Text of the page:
At the same time, Hollywood utilizes our weakness for children in peril well. A perfect example is Steven Spielberg’s Schindler’s List. In the black and white film, there is a harrowing sequence where Nazis forcibly remove Jews out of the Krakow ghetto. The scenario is horrifying enough, but Spielberg uses a little girl wandering through the mayhem to elicit more tension in the viewer. The girl stands out from the surrounding chaos because she wears a red coat, which is distinct since it’s the only splash of color in the entire film.

The girl in the red symbolizes the hopes, dreams and innocence snuffed out by the Nazis. The same is true when we see suffering children in the media, those images evoke in us deep feelings of empathy, sadness and anger because those children symbolize our own hopes, dreams and innocence. Seeing graphic pictures of brutalized children leaves us thinking emotionally, not rationally, which is a good place to be when watching a film, but a bad place to be when operating in the real world.

Last week, Jimmy Kimmel, host of Jimmy Kimmel Live!, delivered a heartfelt monologue tearfully recounting his newborn son’s struggle with a serious heart defect. The story was made all the more powerful because the usually sarcastic comedian struggled to maintain his composure throughout.

Kimmel, normally an apolitical comedian, ended his monologue by pleading to Americans from both sides of the political aisle to make sure children receive medical care regardless of their ability to pay for it. Kimmel poignantly ended his speech by saying, “No parent should ever have to decide if they can afford to save their child’s life.”

The monologue soon went viral. When I saw it, it moved me very deeply. The accompanying pictures of his child with tubes and tape all over him affected me greatly. Had the talk show host played upon my emotions to manipulate me? I don’t think so. I believe Kimmel was sincere in his plea and wasn’t exploiting his son because he had nothing to gain by doing so. Not money, of which he has enough, or power, of which he has no need.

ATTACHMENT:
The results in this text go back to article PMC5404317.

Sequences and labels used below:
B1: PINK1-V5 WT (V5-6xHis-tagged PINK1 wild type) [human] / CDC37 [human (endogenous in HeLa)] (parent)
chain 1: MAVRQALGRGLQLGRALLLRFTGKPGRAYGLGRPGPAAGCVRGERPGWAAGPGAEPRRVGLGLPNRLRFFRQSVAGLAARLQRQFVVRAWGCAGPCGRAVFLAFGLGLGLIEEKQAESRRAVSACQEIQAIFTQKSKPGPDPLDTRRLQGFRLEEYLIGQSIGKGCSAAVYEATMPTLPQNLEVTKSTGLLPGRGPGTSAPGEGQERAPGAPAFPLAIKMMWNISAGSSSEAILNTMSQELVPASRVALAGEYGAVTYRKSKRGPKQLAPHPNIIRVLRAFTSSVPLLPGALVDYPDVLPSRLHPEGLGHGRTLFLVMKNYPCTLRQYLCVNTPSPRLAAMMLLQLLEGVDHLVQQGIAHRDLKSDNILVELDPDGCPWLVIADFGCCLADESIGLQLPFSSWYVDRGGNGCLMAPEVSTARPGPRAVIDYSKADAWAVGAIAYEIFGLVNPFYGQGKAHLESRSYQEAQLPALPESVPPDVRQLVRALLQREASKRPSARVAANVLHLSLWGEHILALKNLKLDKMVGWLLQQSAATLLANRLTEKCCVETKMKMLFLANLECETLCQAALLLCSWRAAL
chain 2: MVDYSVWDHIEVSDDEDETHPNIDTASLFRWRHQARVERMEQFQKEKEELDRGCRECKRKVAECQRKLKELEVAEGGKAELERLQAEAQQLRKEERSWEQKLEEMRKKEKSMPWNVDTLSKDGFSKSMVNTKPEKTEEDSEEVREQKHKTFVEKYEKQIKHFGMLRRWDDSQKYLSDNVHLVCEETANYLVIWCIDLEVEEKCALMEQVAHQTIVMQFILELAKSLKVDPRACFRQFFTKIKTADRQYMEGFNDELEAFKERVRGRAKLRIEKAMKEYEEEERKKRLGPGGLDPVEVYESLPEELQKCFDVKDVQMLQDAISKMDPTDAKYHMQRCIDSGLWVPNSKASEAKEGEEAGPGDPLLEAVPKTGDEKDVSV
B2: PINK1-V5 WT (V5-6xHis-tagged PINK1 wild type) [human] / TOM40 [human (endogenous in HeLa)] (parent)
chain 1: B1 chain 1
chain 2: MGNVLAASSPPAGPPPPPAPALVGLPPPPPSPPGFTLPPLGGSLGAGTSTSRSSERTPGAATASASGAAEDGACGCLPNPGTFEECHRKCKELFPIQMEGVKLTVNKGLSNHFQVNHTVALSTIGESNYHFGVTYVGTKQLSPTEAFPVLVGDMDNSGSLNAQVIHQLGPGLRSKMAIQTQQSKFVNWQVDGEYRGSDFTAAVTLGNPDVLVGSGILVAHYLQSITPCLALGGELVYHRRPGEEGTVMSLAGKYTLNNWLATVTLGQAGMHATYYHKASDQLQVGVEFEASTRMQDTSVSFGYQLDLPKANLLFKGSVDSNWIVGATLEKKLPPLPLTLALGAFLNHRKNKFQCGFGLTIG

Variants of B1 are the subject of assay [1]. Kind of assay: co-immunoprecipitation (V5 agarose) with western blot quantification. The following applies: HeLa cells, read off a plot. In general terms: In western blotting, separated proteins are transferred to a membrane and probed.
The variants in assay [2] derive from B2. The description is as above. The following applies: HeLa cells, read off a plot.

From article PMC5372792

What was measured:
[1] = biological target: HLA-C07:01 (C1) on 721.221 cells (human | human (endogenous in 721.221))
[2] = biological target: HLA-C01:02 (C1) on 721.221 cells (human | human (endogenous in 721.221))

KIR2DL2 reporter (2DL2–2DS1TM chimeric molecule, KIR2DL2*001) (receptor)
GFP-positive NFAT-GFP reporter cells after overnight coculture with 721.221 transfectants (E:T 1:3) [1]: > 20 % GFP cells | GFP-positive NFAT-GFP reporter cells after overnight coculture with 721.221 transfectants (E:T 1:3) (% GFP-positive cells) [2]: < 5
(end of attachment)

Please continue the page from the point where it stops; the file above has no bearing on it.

I’m sure I’m not alone in my reaction to Kimmel, being emotionally triggered by images of children suffering is human nature. The story changed the healthcare debate, and some Republicans are now demanding any new health care bill must pass the “Kimmel Test”.

Jimmy Kimmel doesn’t benefit by persuading people with his son’s story, however, the same is not true of the US government.

The next time a horrific photo of a child becomes a big story, stop, think rationally, not emotionally, and ask the question: who benefits? Maybe then we can halt the endless cycle of carnage that these images capture.

Michael McCaffrey, for RT

Michael McCaffrey is a freelance writer, film critic and cultural commentator. He currently resides in Los Angeles where he runs his acting coaching and media consulting business. mpmacting.com/blog/

 

The statements, views and opinions expressed in this column are solely those of the author and do not necessarily represent those of RT.